Porsche shows off new racecar body kit made from renewable raw materials

Shane McGlaun - Sep 26, 2020, 11:16am CDT
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Porsche shows off new racecar body kit made from renewable raw materials

Porsche has an interesting new body kit for its 718 Cayman GT4 Clubsport MR that will race this year’s Nürburgring 24-hour race. What’s interesting about the body kit is the material it’s made from. Porsche constructed the complete body kit from a natural-fiber composite material for the first time.

The material is a natural-fiber mix that is sourced primarily from renewable raw materials. The new racing car marks the first time the front and rear aprons, front spoiler, front and rear lids, and the mudguards and diffuser, including aerodynamic fins, have been made from the material. Previously Porsche made doors and the rear wing of a small series racing vehicle out of the material.

The material replaces metal and plastic injection molding components of the production sports car. The automaker notes that in terms of weight and stiffness, the recyclable natural-fiber composite material of non-structural components share properties similar to carbon-fiber composites and meet the same safety and quality standards. The significant benefit is that the natural-fiber composites can be manufactured more economically and require less energy.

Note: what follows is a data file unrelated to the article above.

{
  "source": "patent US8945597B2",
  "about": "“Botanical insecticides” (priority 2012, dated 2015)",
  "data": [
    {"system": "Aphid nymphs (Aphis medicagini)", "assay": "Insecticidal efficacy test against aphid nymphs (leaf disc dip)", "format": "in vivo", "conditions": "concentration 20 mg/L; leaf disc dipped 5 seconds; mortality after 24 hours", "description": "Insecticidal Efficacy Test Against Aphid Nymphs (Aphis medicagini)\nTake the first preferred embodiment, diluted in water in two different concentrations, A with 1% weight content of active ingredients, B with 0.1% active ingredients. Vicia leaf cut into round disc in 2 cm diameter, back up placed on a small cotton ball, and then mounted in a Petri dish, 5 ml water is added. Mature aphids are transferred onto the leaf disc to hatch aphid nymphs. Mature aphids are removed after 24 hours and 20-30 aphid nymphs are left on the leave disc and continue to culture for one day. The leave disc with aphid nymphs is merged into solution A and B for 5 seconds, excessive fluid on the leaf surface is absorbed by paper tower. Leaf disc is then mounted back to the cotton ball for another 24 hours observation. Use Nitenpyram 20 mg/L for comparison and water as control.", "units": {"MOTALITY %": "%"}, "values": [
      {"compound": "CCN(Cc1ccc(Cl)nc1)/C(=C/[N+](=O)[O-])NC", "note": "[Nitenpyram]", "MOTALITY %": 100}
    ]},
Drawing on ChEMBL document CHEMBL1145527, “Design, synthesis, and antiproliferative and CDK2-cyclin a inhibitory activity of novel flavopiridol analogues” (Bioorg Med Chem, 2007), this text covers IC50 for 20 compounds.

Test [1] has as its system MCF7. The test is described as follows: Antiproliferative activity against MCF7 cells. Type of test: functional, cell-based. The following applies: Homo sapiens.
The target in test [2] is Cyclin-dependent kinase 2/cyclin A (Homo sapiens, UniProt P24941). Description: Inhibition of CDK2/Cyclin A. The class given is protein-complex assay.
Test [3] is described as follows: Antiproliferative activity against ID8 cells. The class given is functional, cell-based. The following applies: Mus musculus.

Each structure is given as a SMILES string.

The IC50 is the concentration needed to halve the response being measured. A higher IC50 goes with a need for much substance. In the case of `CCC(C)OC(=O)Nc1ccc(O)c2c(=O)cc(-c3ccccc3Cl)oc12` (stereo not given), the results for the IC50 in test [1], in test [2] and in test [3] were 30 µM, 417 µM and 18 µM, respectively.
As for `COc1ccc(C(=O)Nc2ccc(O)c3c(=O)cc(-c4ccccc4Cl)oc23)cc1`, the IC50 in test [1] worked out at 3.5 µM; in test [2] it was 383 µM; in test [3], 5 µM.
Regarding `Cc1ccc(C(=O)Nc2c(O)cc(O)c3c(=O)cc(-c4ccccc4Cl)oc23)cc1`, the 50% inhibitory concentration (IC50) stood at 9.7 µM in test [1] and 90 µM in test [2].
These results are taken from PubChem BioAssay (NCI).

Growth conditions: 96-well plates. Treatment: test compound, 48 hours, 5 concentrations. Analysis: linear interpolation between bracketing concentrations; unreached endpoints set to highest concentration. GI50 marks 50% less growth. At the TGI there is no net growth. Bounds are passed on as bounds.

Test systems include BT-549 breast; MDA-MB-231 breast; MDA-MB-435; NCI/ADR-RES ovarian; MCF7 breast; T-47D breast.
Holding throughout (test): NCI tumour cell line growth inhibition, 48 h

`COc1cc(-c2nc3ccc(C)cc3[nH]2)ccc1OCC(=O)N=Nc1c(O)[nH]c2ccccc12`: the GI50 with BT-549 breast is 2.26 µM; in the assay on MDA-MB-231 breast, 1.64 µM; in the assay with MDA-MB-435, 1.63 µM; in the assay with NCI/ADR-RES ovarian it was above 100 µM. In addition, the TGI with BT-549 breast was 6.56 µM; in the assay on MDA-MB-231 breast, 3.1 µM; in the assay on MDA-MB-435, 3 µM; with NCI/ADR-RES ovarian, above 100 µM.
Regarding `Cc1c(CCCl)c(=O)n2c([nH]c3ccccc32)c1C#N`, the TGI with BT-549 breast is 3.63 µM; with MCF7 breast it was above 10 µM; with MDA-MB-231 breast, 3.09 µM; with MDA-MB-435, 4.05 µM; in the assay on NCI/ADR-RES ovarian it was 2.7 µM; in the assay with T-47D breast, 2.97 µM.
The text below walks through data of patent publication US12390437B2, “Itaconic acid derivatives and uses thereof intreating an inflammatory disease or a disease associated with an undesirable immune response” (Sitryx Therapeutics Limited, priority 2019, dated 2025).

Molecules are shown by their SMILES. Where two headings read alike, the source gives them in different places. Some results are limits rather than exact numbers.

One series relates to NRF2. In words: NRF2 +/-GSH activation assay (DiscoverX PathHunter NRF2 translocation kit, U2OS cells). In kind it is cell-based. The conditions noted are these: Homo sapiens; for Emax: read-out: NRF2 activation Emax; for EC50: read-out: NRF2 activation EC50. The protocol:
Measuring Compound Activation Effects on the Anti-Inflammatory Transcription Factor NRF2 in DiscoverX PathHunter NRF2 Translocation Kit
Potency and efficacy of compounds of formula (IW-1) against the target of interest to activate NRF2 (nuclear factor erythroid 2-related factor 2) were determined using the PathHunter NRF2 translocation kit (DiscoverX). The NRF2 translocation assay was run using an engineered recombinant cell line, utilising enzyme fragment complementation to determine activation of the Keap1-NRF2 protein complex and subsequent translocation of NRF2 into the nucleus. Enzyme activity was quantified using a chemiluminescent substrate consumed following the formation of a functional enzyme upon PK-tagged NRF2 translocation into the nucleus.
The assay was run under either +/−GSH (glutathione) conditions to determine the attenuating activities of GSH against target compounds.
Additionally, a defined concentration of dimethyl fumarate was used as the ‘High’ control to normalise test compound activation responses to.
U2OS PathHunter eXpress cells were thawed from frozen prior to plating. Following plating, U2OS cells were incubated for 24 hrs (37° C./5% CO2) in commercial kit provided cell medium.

Farmed flax fiber serves as the basis for the sustainable natural-fiber composite material and doesn’t impact food crops. Porsche began developing the material in 2016 with the collaboration between it and the Federal Ministry of Food and Agriculture. On the doors of the racing car, balsa wood serves as the core of the composite material, and the sandwich construction correlates to the well-known resin transfer molding process used in the production of carbon fiber components.

On the rear wing, layers are impregnated with epoxy resin and baked in an autoclave. The newly added components made of the fiber-reinforced plastic are created using a vacuum infusing process using Bcomp’s proprietary powerRibs technology to meet stiffness requirements. Other benefits include that the material dampens vibrations five times better than other materials and splinters into larger pieces that are less sharp in an accident.


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